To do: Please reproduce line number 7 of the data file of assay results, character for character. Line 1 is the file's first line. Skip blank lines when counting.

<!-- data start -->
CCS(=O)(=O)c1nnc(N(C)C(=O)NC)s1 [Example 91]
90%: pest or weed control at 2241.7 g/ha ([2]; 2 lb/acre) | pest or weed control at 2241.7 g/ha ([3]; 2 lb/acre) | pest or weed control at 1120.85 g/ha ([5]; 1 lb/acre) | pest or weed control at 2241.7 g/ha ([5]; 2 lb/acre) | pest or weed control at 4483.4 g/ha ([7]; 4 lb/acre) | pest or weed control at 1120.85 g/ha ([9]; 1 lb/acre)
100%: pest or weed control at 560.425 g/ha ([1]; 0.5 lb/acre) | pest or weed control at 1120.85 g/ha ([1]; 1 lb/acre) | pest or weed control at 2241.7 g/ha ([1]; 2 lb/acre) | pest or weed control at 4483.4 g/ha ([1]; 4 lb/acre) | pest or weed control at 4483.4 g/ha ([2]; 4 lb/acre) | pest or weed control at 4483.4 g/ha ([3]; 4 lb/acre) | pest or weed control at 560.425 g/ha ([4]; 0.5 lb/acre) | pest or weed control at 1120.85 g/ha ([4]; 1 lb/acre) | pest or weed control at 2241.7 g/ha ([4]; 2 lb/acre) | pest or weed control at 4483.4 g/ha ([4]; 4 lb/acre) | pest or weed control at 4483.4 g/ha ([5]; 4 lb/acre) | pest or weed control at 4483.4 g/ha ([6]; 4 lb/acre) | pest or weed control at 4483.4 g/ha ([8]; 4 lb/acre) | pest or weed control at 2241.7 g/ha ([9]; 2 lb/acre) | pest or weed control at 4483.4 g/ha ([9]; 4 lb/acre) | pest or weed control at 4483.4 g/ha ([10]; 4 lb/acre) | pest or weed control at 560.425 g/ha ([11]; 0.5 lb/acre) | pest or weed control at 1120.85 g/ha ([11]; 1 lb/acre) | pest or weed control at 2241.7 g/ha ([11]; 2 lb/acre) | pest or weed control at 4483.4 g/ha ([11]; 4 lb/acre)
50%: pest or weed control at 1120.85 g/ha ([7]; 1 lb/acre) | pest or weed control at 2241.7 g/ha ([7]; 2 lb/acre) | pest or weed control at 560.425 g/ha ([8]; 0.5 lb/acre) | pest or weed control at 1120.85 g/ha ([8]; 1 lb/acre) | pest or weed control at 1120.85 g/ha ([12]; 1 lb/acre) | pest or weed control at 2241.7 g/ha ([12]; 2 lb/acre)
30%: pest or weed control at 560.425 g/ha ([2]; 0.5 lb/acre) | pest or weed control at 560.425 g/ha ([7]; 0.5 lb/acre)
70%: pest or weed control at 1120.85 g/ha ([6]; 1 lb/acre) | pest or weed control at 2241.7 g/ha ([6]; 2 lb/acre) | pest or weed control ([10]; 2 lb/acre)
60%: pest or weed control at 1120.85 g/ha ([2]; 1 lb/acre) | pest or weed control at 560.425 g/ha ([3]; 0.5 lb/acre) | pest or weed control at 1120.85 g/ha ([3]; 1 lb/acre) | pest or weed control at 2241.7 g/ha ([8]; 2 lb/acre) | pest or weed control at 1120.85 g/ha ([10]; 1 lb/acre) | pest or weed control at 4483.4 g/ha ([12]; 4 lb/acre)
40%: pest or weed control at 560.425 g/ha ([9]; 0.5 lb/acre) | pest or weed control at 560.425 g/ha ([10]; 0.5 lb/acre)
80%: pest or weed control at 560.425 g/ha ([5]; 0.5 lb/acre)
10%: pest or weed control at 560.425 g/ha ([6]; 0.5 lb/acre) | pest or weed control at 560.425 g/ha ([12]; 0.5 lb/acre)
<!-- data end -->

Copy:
60%: pest or weed control at 1120.85 g/ha ([2]; 1 lb/acre) | pest or weed control at 560.425 g/ha ([3]; 0.5 lb/acre) | pest or weed control at 1120.85 g/ha ([3]; 1 lb/acre) | pest or weed control at 2241.7 g/ha ([8]; 2 lb/acre) | pest or weed control at 1120.85 g/ha ([10]; 1 lb/acre) | pest or weed control at 4483.4 g/ha ([12]; 4 lb/acre)